P

        Step 3. Create a sentence or phrase.

        Cubs

        Just

        Hate

        Doing

        Push-ups

        Cubs just hate doing push-ups. (Cuba Jamaica Haiti Dominican Republic Puerto Rico)

        3. Mnemonic Peg System

          What is it?

          According to Artofmemory.com, a mnemonic peg system is a technique for memorizing lists and it works by memorizing a list of words that are easy to associate with the numbers they represent.[3] These objects are the pegs of the system.

          How to use it?

          The trick is to create a Number Rhyme System with each number having a rhyming mnemonic keyword.

          Example

          Let’s look at an example of a Number Rhyme System:[4]

          0 = hero

          1 = gun

          2 = shoe

          Advertising

          3 = tree

          4 = door

          5 = hive

          6 = sticks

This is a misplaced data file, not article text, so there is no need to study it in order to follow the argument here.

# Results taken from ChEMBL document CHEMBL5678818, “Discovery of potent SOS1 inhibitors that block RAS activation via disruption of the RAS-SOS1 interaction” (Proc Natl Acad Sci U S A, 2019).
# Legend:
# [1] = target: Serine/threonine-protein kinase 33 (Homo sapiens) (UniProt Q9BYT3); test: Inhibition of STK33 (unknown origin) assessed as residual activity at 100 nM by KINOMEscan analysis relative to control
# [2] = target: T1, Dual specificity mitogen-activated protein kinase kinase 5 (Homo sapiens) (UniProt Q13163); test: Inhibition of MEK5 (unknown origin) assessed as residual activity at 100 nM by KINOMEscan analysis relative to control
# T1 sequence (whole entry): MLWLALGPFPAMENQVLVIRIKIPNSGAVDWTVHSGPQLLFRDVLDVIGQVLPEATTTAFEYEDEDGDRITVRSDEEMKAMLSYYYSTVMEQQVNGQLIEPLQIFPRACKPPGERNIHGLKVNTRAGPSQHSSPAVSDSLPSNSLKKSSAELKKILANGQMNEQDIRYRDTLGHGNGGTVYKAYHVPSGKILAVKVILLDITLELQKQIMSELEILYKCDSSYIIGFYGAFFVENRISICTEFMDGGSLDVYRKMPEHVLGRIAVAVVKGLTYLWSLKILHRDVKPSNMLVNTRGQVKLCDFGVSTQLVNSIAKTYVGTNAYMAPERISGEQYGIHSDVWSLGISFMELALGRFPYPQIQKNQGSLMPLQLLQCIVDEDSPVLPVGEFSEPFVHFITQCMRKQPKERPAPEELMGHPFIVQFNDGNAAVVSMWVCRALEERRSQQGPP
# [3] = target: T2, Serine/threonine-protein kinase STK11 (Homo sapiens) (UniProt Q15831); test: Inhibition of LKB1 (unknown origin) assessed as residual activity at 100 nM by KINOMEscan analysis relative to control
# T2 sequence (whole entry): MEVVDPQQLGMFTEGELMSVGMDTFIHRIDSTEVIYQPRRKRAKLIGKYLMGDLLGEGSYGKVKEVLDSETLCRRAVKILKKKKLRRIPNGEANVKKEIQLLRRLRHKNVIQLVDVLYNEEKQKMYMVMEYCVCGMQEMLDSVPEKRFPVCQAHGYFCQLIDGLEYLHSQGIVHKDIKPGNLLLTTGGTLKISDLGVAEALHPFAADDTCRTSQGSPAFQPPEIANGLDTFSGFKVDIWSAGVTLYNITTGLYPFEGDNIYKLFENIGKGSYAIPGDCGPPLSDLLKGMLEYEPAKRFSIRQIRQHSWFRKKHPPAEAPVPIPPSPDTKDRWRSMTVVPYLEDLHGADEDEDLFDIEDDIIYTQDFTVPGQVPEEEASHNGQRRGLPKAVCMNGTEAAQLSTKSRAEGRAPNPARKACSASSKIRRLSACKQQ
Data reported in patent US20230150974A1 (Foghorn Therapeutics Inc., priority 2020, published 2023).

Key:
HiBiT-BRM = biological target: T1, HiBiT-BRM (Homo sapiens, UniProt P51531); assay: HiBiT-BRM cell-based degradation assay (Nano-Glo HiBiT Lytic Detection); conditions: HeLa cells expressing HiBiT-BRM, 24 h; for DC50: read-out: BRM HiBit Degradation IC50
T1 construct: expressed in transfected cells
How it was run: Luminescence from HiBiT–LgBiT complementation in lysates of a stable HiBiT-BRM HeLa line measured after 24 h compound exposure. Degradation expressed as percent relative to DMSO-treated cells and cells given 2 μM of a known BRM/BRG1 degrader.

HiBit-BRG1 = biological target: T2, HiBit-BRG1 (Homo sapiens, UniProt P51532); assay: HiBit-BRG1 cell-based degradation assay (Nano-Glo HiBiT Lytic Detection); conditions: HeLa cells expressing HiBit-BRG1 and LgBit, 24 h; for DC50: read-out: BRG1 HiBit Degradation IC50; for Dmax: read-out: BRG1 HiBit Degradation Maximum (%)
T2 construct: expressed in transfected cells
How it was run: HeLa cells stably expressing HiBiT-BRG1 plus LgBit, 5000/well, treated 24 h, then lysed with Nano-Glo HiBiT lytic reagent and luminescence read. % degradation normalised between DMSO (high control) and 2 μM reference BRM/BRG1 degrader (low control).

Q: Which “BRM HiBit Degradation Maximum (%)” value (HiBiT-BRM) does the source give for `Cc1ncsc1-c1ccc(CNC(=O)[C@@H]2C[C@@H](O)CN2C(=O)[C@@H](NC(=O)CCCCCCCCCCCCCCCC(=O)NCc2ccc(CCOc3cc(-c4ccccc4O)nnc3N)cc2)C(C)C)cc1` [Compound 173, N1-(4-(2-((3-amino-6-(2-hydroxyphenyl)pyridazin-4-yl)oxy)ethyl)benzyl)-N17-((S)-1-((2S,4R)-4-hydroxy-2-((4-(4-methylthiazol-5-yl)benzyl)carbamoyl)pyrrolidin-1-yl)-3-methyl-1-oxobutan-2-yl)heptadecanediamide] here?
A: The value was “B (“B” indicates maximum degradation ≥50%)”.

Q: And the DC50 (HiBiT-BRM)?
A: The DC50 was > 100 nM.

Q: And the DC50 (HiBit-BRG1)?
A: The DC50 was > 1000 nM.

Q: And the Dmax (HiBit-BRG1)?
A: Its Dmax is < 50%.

7 = heaven

          8 = gate

          9 = line

          Another technique like the Peg system is the Number Shape System.[5] Here you are assigning mnemonic images based on the shape of the number. Watch the following video for an example of this system: Number Shape System for Memorizing Numbers.

          4. Chunking

            What is it?

            Chunking is a way to remember large bits of information by chunking them into smaller pieces of information. We are more likely to then remember the information when we put the small pieces back together to see the entire picture.

            How to use it?

            In the video Chunking – A Learning Technique, we can see that there are several ways to chunk information.

            Example

            Let’s examine a simple example using a nine-digit number.

            Step 1. What is the number you are trying to remember?

            081127882

            Step 2. Cut the number into smaller pieces through chunking.

            Advertising

            081 – 127 – 882

            Let’s look at one more example from the same video.